Nowadays when people have a burning question about their finances, be it how to manage their pension or where to find the best discounts in the shops, where is the first place they turn? The internet, of course.
Yet finding the answer to your specific query isn’t always easy. That is where the growing number of online forums can help. These extend the old-fashioned notion of pooling the knowledge of friends and family to a vast audience. Your sister might not be able to explain tax relief on pensions but there is a good chance that someone else will, even if they are on the other side of the country. Here are the top online communities that can help you financially.
The UK’s biggest online forum for parents, Mumsnet.com first appeared in 2000. Justine Roberts, its founder, says: “The idea was to create a website where parents could swap advice.”
Fifteen years on, it attracts 14 million visitors and generates more than 70 million page views a month.
Financial advice offered on the site ranges from how to choose the right credit card to understanding shared parental leave. There is also an offers and deals section with details of freebies and bargains — including some that are only for Mumsnet members.
Launched in April, just as the new pension freedoms took effect, Retiresavvy.co.uk is an online community for retirement savers from Skipton building society.
The society decided to set up the site after its research revealed that two in five people were unprepared financially for later life. The aim is to help people arrange the retirement they want by offering information, real-life case studies and peer-to-peer support and discussion via a live forum.
David Cutter, Skipton’s chief executive, says: “With Retiresavvy, we aim to help plug the huge gap in retirement information that exists today.”
Other websites aimed at both retirement savers and pensioners include 50 Connect (50connect.co.uk) and Pensioners Forum (pensionersforum.co.uk).
Ros Altmann, the pensions minister, believes that such forums can be a great source of information. “Retirement is not just about money, and learning from the experiences of others can be invaluable,” she says.
■ What Consumer
Whatconsumer.co.uk is the place to go for “expert consumer advice and money saving tips”. It is split into sections such as consumer law and goods and services, which covers complaints. There is also a section on scams, as well as a selection of consumer guides offering tips on topics such as buying a car. Alternative forums to try include Legal Beagles (legalbeagles.info), which focuses on consumer law.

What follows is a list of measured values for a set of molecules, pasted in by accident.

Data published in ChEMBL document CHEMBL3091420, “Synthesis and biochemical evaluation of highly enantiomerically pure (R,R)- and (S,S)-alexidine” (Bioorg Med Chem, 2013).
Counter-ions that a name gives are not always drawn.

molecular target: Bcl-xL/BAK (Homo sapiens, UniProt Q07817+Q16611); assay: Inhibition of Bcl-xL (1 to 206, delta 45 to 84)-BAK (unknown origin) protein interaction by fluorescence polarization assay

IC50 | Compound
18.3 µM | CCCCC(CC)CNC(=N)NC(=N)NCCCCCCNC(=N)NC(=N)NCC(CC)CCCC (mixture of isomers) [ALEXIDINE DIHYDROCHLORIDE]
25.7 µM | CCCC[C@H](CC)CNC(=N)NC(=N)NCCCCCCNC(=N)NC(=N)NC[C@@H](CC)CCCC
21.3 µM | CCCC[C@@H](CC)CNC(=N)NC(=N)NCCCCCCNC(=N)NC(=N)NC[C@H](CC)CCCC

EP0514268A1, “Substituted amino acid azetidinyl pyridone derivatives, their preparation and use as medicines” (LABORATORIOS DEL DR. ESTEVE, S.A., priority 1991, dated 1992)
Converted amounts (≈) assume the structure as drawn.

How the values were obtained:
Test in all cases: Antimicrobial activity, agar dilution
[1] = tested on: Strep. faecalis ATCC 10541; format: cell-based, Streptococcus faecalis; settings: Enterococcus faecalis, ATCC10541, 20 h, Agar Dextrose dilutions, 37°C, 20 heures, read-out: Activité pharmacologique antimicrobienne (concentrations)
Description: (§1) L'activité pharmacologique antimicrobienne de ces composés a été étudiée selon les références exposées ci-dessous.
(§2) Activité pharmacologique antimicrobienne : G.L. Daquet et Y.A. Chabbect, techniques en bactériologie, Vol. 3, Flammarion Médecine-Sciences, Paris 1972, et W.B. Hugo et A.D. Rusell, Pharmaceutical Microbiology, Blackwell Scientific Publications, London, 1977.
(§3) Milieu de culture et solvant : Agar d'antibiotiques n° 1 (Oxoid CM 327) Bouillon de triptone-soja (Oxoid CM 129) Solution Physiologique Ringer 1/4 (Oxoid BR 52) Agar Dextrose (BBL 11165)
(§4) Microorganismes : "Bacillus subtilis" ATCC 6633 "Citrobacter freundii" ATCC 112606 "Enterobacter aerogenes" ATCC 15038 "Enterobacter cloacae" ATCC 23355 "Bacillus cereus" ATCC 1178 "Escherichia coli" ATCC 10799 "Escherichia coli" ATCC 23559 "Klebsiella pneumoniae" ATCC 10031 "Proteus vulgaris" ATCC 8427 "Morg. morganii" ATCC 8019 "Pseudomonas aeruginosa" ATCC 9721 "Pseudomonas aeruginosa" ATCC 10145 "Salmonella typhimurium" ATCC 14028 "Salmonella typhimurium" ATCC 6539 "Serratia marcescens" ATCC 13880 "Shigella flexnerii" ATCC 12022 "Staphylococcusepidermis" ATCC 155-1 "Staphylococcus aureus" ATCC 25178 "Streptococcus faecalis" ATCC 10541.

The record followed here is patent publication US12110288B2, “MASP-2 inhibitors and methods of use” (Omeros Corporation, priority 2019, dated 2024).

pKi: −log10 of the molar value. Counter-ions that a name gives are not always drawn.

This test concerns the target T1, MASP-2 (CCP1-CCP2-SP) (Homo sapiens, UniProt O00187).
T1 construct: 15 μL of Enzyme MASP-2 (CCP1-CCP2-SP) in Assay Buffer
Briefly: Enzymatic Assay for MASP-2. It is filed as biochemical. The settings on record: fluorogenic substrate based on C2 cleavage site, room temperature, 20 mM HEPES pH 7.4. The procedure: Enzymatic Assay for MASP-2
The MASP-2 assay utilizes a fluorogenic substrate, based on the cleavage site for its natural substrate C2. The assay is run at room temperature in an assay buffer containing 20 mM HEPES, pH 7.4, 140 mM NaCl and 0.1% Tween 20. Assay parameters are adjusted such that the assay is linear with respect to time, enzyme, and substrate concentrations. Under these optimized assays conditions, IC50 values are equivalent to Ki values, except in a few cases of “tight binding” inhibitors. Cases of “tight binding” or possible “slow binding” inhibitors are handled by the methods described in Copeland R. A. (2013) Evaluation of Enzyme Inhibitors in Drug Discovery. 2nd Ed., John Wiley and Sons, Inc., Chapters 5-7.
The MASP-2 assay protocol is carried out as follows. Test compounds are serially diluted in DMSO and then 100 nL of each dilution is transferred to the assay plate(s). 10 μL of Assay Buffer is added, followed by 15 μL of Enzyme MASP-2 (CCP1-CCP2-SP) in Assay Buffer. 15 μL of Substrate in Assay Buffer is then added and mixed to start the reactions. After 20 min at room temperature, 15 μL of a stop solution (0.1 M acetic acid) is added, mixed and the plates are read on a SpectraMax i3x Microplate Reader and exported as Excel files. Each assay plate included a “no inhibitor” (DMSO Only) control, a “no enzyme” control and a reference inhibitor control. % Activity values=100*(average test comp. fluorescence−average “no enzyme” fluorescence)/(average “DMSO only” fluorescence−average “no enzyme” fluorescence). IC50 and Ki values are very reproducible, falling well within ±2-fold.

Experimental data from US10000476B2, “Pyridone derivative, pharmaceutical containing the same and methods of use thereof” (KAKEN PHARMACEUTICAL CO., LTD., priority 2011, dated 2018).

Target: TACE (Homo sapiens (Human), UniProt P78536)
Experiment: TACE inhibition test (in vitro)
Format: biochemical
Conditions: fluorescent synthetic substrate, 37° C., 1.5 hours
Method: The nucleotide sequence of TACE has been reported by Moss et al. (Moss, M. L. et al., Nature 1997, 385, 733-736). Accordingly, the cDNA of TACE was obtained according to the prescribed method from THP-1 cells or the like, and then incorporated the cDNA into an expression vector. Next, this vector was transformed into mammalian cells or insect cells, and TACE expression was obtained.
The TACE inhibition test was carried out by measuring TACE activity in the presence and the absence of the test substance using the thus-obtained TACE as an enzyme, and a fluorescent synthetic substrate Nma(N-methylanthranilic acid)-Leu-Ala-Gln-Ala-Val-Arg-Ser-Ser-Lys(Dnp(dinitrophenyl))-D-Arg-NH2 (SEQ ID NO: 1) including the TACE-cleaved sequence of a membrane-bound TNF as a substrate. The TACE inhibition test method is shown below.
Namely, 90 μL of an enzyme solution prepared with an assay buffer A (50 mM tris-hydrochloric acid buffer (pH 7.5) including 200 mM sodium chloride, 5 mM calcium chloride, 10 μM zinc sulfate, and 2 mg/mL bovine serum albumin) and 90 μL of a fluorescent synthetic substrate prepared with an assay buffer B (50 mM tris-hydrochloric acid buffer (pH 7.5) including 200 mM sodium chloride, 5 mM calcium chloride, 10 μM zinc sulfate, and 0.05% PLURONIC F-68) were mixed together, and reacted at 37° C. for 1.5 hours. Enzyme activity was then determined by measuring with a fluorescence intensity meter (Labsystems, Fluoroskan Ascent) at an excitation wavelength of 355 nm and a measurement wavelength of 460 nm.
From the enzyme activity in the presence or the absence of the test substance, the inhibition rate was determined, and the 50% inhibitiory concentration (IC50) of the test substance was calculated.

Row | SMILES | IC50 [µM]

Founded in 2003 by Martin Lewis, a self-confessed “money geek”, and now owned by the comparison website MoneySuperMarket, its advice attracts some 15 million users every month.
The Moneysavingexpert.com forum is one of its most popular features, with hundreds of thousands of people posting “the equivalent of 30-plus paperback books on it every day”. Regular topics include getting out of debt and where to find discount vouchers for everything from clothes to days out.
Another financial forum worth a visit is The Money Shed (themoneyshed.co.uk), which focuses on money-making opportunities.
■ The Student Room
With more than 1.1 million members, this is the UK’s largest online student community. Founded in 2001, Thestudentroom.co.uk is a useful source of advice on student finance, health, relationships and applying to university.
Charlotte Wilson, a spokeswoman for the website, says: “Money can be a daunting topic for students. The Student Room provides an open and honest platform for young people to ask questions and get advice from peers, advisers and student representatives.”
Recent discussion topics include student loan repayments and financial aid for students from elsewhere in the European Union.
Individual universities tend to run their own online communities. Students living in London can also join the discussion forum on London Student (londonstudent.co.uk).